2 Objectives Understand what makes an offence Criminal The role of criminal law in societyHow criminal law worksPart 2Explain the elements to be taken into account when deciding if the D had the required Actus Reus
3 What is a Crime Difficult to define a crime. Best way is Conduct Forbidden by the stateFor which there is a punishmentSupported by Lord Atkin in Proprietary Articles Trade Association v Attorney-General for Canada(1931) “Criminal quality of an act cannot be discerned by intuition nor can it be discovered by reference to any standard but one: is the act prohibited with penal consequences”
4 What is Crime Criminal law and offences are very difficult to define. Offences against a person or property for which there is a consequence (punishment)
5 What is Considered a Crime What is considered a crime will change over time. This can be caused by:-Society views- Sexual Offences Act 1967Technological advances- Road Traffic Offences, Internet Fraud, Pornography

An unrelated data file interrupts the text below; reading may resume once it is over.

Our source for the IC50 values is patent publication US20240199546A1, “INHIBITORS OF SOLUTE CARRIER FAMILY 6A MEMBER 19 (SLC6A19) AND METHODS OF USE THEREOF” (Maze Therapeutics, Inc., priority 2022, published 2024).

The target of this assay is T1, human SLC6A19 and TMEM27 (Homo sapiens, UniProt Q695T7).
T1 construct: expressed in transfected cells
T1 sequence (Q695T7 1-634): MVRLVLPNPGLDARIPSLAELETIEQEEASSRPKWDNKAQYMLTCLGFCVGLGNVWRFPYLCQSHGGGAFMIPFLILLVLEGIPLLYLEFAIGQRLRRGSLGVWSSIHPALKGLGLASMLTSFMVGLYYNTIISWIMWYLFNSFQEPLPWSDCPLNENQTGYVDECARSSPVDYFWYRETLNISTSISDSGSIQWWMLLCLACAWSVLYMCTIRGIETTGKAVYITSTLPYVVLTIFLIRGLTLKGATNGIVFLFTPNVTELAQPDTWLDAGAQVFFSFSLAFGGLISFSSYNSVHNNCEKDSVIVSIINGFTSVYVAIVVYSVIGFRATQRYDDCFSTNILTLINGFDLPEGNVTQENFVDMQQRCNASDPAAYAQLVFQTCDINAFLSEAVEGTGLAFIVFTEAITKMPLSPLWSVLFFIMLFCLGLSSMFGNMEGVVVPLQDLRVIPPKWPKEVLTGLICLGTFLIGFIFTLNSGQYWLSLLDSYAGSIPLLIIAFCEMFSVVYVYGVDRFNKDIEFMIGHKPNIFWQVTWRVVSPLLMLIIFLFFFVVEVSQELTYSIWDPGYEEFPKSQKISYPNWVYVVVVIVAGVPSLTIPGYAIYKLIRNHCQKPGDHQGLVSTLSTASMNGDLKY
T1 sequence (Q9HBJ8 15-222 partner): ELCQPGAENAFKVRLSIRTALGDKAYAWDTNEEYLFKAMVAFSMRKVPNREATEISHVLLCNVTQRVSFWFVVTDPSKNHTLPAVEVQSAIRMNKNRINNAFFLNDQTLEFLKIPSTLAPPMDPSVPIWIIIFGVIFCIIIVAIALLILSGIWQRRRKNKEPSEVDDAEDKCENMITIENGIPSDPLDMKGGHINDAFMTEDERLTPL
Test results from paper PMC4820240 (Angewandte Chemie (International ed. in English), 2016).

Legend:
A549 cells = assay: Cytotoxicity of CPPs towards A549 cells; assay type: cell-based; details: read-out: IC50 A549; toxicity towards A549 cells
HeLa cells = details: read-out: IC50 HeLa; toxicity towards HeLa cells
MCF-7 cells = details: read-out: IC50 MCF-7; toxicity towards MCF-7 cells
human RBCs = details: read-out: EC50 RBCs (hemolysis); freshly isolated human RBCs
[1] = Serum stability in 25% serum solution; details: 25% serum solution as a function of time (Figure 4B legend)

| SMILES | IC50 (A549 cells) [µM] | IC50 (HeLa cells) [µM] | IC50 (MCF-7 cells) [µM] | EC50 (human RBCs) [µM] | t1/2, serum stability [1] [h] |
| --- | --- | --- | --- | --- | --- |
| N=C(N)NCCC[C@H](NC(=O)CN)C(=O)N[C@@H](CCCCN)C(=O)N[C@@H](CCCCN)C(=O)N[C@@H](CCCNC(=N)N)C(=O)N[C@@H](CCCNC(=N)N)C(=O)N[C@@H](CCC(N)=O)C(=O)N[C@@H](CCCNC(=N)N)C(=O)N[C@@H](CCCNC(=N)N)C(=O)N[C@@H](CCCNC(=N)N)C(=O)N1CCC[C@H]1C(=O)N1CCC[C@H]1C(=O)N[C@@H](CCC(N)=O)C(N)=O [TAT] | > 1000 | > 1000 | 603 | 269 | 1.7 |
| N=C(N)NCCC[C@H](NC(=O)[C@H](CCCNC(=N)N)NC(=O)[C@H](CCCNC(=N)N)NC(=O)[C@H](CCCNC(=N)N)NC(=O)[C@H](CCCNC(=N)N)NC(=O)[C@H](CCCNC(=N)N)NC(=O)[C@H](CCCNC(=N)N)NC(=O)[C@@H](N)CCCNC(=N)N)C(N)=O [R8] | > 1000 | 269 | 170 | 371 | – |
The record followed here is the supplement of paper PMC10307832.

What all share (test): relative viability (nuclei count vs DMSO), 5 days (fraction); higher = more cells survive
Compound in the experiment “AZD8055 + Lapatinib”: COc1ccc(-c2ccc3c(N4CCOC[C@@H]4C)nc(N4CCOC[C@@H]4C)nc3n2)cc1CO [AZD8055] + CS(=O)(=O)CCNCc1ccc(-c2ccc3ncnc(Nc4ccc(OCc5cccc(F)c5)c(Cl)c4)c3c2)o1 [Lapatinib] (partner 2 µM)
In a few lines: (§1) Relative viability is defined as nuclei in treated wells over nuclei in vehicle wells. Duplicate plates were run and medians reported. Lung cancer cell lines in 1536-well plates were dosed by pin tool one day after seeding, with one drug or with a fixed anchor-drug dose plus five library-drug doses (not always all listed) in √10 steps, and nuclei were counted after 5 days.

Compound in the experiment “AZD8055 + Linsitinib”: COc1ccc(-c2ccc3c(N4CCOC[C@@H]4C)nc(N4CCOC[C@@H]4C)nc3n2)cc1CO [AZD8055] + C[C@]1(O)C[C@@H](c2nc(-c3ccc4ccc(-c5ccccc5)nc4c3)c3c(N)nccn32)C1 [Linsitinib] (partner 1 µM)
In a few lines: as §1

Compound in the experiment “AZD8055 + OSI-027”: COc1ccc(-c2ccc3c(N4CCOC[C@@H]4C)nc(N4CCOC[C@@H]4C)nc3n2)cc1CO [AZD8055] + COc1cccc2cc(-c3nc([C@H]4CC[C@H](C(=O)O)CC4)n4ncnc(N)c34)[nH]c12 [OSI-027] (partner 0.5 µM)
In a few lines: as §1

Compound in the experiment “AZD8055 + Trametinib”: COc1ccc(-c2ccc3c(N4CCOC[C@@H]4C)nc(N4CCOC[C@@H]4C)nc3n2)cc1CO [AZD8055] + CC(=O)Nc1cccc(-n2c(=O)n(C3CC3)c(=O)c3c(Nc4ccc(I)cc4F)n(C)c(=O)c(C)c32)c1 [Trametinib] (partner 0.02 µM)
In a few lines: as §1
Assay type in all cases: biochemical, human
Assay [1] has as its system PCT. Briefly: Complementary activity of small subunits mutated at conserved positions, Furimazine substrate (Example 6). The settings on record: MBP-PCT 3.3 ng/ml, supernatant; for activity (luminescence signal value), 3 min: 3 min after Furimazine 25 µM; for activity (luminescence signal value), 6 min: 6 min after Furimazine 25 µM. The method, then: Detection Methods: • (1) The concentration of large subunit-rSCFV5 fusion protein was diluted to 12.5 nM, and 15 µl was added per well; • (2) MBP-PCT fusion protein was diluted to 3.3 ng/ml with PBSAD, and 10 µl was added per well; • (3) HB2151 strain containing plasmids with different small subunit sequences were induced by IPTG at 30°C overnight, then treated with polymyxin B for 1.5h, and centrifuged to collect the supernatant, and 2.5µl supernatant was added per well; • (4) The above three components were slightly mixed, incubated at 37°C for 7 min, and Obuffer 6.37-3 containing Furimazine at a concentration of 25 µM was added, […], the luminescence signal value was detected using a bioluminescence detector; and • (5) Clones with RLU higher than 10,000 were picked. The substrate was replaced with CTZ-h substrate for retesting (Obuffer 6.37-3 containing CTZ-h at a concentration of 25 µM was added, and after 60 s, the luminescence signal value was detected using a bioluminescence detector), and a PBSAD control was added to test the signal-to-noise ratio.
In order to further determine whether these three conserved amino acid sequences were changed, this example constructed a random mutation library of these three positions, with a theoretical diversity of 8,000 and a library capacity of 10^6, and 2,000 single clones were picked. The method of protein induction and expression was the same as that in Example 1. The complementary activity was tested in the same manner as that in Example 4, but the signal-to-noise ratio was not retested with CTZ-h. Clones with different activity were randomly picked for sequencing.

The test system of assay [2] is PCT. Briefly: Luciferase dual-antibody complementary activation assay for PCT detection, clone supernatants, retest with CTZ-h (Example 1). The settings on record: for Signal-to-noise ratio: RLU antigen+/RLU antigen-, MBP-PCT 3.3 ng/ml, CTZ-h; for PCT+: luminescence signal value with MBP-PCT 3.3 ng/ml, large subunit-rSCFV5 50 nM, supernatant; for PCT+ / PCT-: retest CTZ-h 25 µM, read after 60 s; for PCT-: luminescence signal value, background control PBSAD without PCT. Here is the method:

6 The Role of The StateCriminal law is set down by state (parliament/House of Lords)Can be set by:European court but has to be incorporated into English LawJudges through case law- Shaw V DPP (1962)Breach of Criminal law leads to penaltyImposed on defendant on behalf of the state.Prosecution of Criminal cases is usually carried out by state, Crown Prosecution Service (CPS)But can be started by individuals (rare) or organisations e.g. RSPCAAlways controlled by the state- Attorney General
7 Elements of a CrimeThere are many different offences however all must have two elements:-Actus reus- an act, omission or state of affairsMens rea – guilty mind“Actus non facit reuem nisi mens sit rea” which means the act itself does not constitute guilt unless done with a guilty mind. Both an act (or omission) and a guilty mind must be proved for criminal offencesActus ReusPhysical element+Mens ReaMental element=Offence